An autonomous ocean vehicle manufactured in Australia and powered by the sun and waves is helping oceanographers monitor the Great Barrier Reef.
The Australian Institute of Marine Science (AIMS) has completed a seven-day open water mission covering 200 nautical miles in waters off the coast of North Queensland.
The use of the Wave Glider is the first major milestone of a five-year joint research agreement between Boeing and AIMS.
The autonomous vehicle, developed by Boeing subsidiary Liquid Robotics, was deployed at the Great Barrier Reef to help assess the health of the coral reefs and ecosystems.
Providing continuous, real-time environmental ocean data using a suite of on-board sensors and software, the Wave Glider travels along the ocean’s surface, to take measurements include weather, wave heights, water salinity and pH levels, chlorophyll and more.
“We are impressed with the number of different measurements it could conduct at the same time and its ability to transmit the data back to our base immediately and reliably while navigating and performing its mission,” said Lyndon Llewellyn, AIMS head of Data and Technology Innovation.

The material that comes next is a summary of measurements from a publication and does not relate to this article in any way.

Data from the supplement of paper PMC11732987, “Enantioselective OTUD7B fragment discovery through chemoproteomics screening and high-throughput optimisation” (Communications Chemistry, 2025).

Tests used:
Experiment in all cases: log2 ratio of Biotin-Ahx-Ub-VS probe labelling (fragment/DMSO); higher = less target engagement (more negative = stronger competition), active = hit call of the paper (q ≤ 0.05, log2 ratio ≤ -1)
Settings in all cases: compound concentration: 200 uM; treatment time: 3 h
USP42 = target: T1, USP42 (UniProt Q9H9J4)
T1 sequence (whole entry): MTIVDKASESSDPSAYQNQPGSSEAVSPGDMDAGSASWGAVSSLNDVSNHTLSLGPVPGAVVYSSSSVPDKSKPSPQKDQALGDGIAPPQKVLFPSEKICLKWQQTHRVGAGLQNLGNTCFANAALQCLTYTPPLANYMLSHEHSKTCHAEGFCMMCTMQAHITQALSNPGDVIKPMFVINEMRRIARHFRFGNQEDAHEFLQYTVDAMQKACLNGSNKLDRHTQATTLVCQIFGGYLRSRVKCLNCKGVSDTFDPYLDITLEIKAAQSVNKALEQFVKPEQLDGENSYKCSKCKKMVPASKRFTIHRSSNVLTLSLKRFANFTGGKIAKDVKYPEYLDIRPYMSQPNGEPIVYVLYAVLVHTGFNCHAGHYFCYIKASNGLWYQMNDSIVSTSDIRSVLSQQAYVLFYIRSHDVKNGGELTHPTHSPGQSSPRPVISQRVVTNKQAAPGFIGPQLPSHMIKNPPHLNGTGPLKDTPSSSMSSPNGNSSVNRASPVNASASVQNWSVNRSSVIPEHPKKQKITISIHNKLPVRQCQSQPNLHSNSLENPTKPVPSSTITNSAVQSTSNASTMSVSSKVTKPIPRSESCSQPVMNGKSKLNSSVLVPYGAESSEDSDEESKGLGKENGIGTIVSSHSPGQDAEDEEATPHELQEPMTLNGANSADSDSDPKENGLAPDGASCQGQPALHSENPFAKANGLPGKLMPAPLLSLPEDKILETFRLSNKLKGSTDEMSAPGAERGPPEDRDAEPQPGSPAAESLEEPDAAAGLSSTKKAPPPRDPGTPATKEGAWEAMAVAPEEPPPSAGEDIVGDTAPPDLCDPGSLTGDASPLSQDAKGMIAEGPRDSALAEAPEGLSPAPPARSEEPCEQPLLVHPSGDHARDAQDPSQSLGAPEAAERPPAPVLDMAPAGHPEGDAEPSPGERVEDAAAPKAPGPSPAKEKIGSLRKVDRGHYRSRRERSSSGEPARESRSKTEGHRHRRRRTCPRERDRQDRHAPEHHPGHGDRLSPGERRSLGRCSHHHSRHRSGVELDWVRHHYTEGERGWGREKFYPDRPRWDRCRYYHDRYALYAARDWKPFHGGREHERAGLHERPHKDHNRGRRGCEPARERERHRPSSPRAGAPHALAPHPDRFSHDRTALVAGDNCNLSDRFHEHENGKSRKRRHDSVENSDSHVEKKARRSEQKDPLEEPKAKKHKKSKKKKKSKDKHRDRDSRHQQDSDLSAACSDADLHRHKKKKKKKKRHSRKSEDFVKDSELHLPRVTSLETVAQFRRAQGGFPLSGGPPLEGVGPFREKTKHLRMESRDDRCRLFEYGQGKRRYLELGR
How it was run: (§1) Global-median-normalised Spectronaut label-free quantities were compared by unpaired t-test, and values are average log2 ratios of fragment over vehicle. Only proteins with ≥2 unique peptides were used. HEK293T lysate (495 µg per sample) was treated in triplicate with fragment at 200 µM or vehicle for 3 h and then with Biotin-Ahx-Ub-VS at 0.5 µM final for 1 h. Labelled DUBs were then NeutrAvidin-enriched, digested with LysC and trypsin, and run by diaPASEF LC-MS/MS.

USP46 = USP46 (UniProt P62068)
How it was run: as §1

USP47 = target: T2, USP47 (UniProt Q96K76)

Dr Llewellyn said this sort of technology allowed science to measure atmosphere and water over long periods of time because it can operate at sea for several months at a time while following a programmed course or being piloted remotely.
“It was quite extraordinary how the Wave Glider remained on its planned mission,” Llewellyn said. “It went where it was told to and it stayed the course like an orienteering champion.
“The Wave Glider technology will be an important tool to advance our mission to better monitor the Great Barrier Reef.”
Due to its autonomous nature, the Wave Glider frees up human resources to focus on science rather than the logistics of collecting data.
“Boeing and our Liquid Robotics team are proud to support AIMS in its mission to monitor the health of the Great Barrier Reef,” said Chris Raymond, vice president and general manager of Boeing Autonomous Systems.
“The demonstration proves how autonomous systems like our Wave Glider can improve upon human-based environmental data collection methods while also being safe and affordable.”